# The equivalence of Dedekind-infinite and dually Dedekind-infinite as a weak form of (AC)

A set $$X$$ is Dedekind-infinite if there is an injective map $$f: X\to X$$ that is not surjective.

A set $$X$$ is dually Dedekind-infinite if there is a surjective map $$f: X\to X$$ that is not injective.

In $${\sf (ZF)}$$, it is easy to see that any Dedekind-infinite set is dually Dedekind-infinite: Let $$f:X\to X$$ be a non-surjective injection. Pick $$x_0\in X$$ and let $$g: X\to X$$ be defined by $$\big\{\big(f(y), y\big): y\in f(X)\big\}\,\cup\,\big\{(z, x_0):z\in X\setminus f(X)\big\}.$$ Then $$g$$ is a non-injective surjection.

Consider the statement

(DD) Every dually Dedekind-infinite set is Dedekind-infinite.

It is not hard to see that (AC) implies (DD). Consider the partition principle:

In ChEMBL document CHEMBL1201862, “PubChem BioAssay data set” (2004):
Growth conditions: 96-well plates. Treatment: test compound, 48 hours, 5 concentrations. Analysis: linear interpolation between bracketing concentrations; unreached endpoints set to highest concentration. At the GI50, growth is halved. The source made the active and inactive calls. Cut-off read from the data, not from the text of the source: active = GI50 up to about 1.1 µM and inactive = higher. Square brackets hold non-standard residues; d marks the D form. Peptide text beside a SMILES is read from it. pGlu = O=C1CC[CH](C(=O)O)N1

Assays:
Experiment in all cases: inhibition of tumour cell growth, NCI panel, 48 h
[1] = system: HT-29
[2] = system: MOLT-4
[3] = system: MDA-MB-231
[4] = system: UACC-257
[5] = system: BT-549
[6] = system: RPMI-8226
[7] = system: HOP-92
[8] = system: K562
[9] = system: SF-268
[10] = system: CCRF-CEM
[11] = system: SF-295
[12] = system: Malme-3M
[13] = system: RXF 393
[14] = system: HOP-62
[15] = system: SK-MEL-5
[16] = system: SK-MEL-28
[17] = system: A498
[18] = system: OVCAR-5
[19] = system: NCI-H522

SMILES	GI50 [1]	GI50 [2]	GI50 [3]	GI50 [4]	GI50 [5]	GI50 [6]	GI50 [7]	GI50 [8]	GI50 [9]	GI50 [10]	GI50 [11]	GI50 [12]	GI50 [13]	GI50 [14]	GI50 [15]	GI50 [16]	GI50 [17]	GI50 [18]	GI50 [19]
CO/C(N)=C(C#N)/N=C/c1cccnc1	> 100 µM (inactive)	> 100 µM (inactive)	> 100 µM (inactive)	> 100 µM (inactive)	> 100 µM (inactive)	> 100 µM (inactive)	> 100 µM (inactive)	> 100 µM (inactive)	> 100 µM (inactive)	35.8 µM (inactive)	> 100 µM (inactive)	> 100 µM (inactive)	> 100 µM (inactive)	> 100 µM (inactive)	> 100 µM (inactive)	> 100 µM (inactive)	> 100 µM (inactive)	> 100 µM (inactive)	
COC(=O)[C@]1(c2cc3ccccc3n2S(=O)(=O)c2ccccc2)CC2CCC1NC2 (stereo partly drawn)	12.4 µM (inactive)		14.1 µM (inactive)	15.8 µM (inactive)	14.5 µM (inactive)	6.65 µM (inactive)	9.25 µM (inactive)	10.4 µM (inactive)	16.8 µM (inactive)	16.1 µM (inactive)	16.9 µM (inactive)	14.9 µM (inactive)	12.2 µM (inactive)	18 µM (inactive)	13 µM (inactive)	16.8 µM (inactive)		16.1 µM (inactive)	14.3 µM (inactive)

(PP) If $$X,Y$$ are sets and there is a surjection $$f:X\to Y$$, then there is an injection $$g:Y\to X$$.

Question. In $${\sf (ZF)}$$, are there any implications between (DD) and (PP)?

Note. It would also be interesting to see whether there is any implication between (DD) and the Dual Cantor Bernstein statement (CB)*, which is implied by (PP) in $${\sf (ZF)}$$:

(CB)* If $$X,Y$$ are sets and $$f:X\to Y$$ and $$g:Y\to X$$ are surjections, then there is a bijection $$\varphi:X\to Y$$.

This is a consequence of $$\sf DC$$, of course, which is a consequence of $$\sf PP$$.